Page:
After laborious discussions in Brazil and with the support of 15 member-nations of the World Heritage Committee, the Galapagos Islands have been taken off of the “World Heritage in Danger” list.
In 1978, the Galapagos Islands were chosen by UNESCO to be a World Heritage Site owing to its pristine ecosystem, its unique biodiversity, and its breathtaking volcanic landscape. The same Blue-footed Boobies, Galapagos Tortoises, and varieties of iguanas and finches that fascinated Charles Darwin continue to enchant natives and visitors alike. However, in 2007 under the threats of increasing tourism, immigration, and introduced species, the archipelago was added to UNESCO’s list of World Heritage Sites in danger. Since then, the Ecuadorian government and the Galapagos National Park have taken action to preserve the beauty and unparalleled environment of the islands.
Recently after a visit to the islands by Juca Ferreira, President of the World Heritage Committee, Brazil made a motion to remove the Galapagos Islands from the Heritage Sites in Danger list. This motion was backed by France, Mexico, Jordan, South Africa, and Barbados. The nations of Switzerland, Sweden, and Australia, while acknowledging and congratulating the work and effort carried out in the islands, maintained an opposing position in the debate.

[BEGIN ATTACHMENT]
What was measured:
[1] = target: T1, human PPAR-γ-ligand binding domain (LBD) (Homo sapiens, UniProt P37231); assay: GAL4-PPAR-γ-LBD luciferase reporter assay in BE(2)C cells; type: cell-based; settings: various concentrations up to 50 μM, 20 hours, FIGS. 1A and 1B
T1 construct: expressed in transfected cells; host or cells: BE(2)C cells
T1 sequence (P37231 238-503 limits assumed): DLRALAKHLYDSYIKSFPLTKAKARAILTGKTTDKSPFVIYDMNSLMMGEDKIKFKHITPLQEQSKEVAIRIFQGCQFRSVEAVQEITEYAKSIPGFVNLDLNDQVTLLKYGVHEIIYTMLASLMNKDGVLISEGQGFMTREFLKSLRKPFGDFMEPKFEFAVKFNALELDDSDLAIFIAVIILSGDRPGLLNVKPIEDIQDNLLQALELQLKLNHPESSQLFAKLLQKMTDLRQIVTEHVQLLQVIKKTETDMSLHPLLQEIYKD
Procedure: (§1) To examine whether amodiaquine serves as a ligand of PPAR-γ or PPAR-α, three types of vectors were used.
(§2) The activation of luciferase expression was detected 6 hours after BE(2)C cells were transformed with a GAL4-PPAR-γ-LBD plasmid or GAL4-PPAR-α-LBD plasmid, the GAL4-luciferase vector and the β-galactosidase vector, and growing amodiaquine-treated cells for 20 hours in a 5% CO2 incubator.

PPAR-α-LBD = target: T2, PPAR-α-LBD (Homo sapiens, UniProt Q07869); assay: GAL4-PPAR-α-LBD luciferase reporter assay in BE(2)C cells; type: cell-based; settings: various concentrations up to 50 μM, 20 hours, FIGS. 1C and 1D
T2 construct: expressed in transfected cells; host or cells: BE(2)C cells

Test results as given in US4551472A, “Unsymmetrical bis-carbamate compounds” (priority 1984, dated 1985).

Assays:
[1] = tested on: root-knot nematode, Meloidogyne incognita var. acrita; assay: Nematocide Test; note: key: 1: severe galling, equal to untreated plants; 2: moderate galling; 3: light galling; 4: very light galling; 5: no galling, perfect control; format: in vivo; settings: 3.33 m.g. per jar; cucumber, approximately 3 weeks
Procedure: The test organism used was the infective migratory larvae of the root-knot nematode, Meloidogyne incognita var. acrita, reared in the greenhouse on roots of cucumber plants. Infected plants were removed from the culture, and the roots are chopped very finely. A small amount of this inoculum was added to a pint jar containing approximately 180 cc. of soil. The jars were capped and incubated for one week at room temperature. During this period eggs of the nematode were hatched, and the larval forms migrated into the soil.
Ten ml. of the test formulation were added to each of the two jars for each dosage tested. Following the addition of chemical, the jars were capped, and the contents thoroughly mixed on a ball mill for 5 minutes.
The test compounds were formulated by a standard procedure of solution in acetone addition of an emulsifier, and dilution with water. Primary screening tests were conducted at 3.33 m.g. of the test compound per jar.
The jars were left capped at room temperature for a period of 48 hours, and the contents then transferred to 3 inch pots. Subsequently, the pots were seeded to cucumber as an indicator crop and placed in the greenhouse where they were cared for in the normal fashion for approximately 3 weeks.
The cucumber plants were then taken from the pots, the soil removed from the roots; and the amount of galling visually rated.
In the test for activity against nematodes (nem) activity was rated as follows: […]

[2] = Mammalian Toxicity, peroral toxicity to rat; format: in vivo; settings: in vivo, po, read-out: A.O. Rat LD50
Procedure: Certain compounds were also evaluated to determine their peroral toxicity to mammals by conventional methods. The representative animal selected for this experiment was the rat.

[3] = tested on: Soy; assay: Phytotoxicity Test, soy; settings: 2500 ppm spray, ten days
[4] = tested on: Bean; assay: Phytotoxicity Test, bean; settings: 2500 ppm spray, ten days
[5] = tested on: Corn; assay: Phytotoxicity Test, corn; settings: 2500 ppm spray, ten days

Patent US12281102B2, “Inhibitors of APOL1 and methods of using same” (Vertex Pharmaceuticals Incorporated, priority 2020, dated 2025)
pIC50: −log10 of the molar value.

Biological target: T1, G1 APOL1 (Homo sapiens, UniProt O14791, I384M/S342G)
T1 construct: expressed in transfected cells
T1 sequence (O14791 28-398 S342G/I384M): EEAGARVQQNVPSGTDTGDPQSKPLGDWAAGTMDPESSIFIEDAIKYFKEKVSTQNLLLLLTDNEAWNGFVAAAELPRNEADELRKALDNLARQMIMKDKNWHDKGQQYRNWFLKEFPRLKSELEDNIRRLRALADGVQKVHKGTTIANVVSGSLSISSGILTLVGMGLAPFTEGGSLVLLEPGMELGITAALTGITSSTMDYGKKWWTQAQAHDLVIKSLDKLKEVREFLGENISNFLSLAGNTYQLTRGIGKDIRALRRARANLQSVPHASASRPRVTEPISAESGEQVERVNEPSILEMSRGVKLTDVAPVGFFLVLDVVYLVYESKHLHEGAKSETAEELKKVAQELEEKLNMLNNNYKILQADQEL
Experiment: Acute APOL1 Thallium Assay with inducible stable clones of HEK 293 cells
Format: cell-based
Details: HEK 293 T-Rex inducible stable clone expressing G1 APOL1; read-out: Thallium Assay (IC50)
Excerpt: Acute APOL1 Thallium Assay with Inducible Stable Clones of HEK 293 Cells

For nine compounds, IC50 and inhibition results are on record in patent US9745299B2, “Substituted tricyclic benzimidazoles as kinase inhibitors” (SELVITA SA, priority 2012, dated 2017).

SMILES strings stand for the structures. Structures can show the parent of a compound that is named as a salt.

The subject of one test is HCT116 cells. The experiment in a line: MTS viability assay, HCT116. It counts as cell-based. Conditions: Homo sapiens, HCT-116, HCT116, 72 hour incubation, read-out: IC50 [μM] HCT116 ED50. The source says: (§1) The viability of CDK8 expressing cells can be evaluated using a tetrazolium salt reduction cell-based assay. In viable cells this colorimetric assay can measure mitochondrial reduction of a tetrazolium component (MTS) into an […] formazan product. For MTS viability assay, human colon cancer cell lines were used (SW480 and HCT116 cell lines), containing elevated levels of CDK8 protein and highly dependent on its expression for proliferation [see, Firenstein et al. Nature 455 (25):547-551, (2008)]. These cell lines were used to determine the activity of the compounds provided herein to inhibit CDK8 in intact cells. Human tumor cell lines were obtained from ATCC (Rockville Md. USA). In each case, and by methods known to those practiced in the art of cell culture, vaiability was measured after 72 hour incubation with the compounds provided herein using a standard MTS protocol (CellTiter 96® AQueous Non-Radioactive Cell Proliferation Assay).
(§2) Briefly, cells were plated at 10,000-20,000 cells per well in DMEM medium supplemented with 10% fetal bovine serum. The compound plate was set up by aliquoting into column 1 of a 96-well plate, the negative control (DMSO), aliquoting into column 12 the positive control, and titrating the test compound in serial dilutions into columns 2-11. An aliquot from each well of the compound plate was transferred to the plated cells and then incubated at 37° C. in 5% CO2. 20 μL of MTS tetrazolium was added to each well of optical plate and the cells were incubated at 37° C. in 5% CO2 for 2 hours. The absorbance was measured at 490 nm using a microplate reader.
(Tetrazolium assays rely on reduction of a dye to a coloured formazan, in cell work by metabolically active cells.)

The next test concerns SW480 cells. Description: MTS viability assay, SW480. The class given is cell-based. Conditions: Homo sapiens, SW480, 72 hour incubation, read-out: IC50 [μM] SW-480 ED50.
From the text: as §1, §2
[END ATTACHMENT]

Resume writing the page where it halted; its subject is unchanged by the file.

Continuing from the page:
The Minister of Environmental Issues, Marcela Aguinaga, asserted that Brazil’s motion is an “acknowledgement of the efforts and hard work that has been taking place in Ecuador to keep maintain conservation projects in the Galapagos.” The Director of the Galapagos National Park, Edwin Naula, declared that the fact that the islands have been taken off the list of Heritage Sites in danger “obligates us even more to work arduously to implement new management practices that guarantee sustainable development on the islands.”
During the 34th World Heritage Committee Session, the Ecuadorian mission has worked endlessly to expose the current situation in the Galapagos Islands, including new conservation strategies and upcoming challenges facing the projects.
UNESCO (United Nations Educational, Scientific and Cultural Organization) was established in 1945 as an agency of the United Nations. Today, In addition to the 890 properties including cultural and natural sites currently on the World Heritage list, there are also 30 sites listed as endangered that will need the same amount of work and attention as seen in the Galapagos Islands.